In August, investor David Marcus made a prescient call, saying shares of marine-shipping companies would soar as the industry prepared for new fuel-emission standards that would go into effect Jan. 2, 2020.
Marcus is the CEO of Evermore Global Advisors in Summit, N.J. In an Aug. 7 interview with MarketWatch, he described an unusual scenario: Following several years of painful declines in shippers’ stock prices, as newly ordered ships arrived in time for China’s economic growth to slow and shipping volumes to decline, the industry was poised for a reversal.
New global sulfur-emission standards, known as IMO 2020, were scheduled to hit on the first business day of the new year. This meant companies had to modify ships to be able to use the new fuel or install scrubbers for their emissions to comply with the new standards. And if a ship was too old to make modification cost-effective, it would be headed to the scrap yard.
All of that meant an expected decline in supply, and an increase in day-rates, profit and cash flow for shippers — and investors.
During a follow-up interview Jan. 2, Marcus said the industry was still modifying ships in dry dock, which was taking longer than expected.
“Day rates have substantially picked up, but we think the stocks don’t reflect much of the shift that will evolve in 2020,” he said.
In the Aug. 7 interview, Marcus listed five stocks he favored. Here’s how they have performed since then, and for all of 2019, along with total returns for FactSet’s marine shipping industry group and the S&P 500 Index SPX, +0.84% :
|Company||Ticker||Total return – Aug. 7 through Dec. 31, 2019||Total return – 2019|
|Frontline Ltd.||FRO, +0.62%||86%||135%|
|Scorpio Bulkers Inc.||SALT, -1.41%||29%||26%|
|Scorpio Tankers Inc.||STNG, +0.89%||61%||127%|
|Genco Shipping & Trading Ltd.||GNK, -2.35%||31%||41%|
|Star Bulk Carriers Corp.||SBLK, -3.05%||36%||30%|
|FactSet marine shipping industry group||31%||40%|
|S&P 500 Index||SPX, +0.84%||13%||31%|
That’s astounding performance, which follows a painful period during which lower demand for oil also hurt the industry.
Here’s a chart showing how bad things were during the five-year period from the end of 2013 through 2018:
If we add 2019’s performance for a six-year chart, we can see that despite the tremendous gains in 2019, these stocks haven’t recovered:
Marcus pointed to signs that industry cash flow had already improved:
• In November, Genco Shipping & Trading GNK, -2.35% initiated a regular quarterly dividend of 17.5 cents a share, which translates to a yield of 6.59%, based on the Dec. 31 closing price of $10.62. The company also paid a special dividend of 32.5 cents a share, “utilizing net cash proceeds from recently agreed upon vessel sales after paying down associated debt,” according to its third-quarter earnings release.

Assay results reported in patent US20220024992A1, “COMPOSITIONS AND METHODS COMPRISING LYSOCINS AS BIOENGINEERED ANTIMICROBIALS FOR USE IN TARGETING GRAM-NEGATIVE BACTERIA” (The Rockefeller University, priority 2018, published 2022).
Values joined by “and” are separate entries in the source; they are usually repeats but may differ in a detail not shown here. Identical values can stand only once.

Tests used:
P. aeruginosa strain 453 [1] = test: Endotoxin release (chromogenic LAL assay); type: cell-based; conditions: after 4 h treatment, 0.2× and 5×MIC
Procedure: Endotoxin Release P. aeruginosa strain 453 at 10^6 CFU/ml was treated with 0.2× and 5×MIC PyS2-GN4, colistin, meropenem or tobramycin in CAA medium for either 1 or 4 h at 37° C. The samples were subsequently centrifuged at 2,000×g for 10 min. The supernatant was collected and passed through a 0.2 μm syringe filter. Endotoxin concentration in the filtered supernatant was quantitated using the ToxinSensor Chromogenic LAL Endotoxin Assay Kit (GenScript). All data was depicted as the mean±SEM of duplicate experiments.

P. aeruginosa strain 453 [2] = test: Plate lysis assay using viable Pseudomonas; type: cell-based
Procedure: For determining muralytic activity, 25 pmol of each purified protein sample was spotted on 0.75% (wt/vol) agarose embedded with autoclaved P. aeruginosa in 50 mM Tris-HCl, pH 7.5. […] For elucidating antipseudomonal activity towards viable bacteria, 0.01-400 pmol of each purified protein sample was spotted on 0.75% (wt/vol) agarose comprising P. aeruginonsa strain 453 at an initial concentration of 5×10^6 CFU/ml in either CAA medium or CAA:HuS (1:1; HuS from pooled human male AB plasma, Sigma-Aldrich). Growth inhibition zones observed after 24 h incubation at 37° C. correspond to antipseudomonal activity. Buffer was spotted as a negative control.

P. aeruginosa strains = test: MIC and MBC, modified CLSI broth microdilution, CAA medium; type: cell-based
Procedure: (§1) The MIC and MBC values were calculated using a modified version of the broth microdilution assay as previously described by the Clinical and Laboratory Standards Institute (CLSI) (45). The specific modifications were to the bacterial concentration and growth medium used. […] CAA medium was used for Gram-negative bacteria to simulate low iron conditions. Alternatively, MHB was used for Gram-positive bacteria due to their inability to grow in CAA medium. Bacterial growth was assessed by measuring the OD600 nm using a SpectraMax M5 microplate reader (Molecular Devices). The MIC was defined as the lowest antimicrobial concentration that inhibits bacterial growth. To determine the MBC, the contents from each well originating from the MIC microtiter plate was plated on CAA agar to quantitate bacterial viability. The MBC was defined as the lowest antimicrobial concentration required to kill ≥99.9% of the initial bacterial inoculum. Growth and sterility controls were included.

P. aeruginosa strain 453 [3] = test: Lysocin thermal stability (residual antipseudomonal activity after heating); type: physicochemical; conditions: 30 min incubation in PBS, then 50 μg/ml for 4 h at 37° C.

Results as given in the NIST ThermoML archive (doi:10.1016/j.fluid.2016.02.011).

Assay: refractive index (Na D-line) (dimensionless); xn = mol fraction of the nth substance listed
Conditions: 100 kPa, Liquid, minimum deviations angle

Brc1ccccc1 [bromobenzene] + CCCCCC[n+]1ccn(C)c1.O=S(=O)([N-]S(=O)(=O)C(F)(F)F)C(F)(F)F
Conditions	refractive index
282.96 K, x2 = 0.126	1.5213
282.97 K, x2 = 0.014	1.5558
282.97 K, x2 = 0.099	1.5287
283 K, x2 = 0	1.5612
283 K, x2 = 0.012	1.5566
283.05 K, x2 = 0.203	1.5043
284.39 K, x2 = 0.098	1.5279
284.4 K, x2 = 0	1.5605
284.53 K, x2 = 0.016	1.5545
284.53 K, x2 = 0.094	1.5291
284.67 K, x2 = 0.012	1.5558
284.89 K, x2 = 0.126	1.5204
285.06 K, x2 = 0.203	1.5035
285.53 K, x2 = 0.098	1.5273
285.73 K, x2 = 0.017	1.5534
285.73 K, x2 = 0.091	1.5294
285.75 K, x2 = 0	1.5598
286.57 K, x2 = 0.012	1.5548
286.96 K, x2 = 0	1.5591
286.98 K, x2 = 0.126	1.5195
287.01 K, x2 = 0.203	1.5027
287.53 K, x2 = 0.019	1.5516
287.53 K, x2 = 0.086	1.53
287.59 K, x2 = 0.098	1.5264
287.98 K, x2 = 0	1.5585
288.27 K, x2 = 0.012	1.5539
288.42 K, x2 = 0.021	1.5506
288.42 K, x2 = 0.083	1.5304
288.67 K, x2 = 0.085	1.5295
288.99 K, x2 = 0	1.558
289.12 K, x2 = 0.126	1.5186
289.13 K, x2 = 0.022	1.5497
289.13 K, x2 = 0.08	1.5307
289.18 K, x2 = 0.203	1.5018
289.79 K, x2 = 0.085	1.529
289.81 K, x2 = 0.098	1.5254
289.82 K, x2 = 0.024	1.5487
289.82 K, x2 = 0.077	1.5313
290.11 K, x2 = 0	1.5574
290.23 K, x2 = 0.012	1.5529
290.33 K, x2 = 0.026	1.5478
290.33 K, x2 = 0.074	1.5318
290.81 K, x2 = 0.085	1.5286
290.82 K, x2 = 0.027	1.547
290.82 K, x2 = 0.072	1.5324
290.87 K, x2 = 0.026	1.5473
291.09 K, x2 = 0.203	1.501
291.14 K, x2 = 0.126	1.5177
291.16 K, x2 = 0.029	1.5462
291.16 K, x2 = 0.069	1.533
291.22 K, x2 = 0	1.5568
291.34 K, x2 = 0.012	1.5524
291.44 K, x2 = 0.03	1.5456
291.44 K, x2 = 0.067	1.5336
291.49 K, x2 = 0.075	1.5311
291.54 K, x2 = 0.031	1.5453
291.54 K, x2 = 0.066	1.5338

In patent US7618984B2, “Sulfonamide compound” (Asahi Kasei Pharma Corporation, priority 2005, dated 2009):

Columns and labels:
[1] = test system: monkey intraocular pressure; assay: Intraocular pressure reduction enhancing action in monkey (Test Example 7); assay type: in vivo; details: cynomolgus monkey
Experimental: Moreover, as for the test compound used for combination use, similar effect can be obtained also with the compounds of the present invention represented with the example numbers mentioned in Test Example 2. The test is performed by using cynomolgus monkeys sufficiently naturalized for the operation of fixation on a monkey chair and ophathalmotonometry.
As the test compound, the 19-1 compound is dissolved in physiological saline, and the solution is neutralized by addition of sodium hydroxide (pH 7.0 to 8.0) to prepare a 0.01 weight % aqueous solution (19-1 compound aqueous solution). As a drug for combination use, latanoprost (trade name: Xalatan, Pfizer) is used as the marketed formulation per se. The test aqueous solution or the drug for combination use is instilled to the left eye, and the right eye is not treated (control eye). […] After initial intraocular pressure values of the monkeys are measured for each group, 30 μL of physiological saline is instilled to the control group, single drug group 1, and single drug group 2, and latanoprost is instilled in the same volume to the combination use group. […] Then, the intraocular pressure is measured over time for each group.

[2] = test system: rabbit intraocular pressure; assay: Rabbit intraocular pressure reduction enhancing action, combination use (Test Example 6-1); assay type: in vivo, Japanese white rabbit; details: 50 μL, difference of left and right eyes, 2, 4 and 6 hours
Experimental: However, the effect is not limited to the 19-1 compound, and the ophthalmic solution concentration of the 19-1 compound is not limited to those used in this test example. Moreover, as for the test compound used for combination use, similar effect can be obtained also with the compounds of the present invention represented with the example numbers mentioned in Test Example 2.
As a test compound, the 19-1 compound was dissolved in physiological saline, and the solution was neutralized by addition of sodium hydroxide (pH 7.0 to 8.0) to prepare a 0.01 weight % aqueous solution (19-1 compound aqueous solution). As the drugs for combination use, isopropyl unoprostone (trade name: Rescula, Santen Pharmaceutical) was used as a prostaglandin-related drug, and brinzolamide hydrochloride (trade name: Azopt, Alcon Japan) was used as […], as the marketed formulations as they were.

• Frontline FRO, +0.62% declared a dividend of 10 cents a share for the third quarter, after not paying dividends since 2017. The stock’s dividend yield is now 3.11%, based on the closing price of $12.86 on Dec. 31.
Marcus expects improved cash flow and dividends to propel marine shippers’ stocks as the companies continue “working hard to clean up their operations and refocus their businesses.” He said marine shippers tend to pay out excess cash in dividends, rather than focus on buying back shares.
He said: “IMO 2020 [the new regulation] has been a wakeup call to the industry. … We are seeing a number of companies announcing their ESG [environmental, social and governance] focus. None of these guys talked about ESG in the past. They were big polluters.”
A lesson for another sector
Marcus said the marine shippers were in a unique position, because of the supply and demand imbalance leading into IMO 2020, which fed a “bottom-feeding” opportunity, something “we don’t often do.”
But he then pointed to the energy industry. With oil prices still well below where they were before the tremendous decline in 2014, most asset managers have a very small weighting to energy stocks.
“Everyone has given up on energy,” he said. “But as energy prices rise, it does impact shipping, and it refocuses investors’ attention on other investments that have been out of favor.”
West Texas crude oil CL00, +4.28% rose 34% during 2019. That shows rising demand, which is obviously good for shippers. But it may also be good for investors who buy shares of quality energy companies. The S&P 500 energy sector returned only 12% in 2019, showing how skeptical investors remain.
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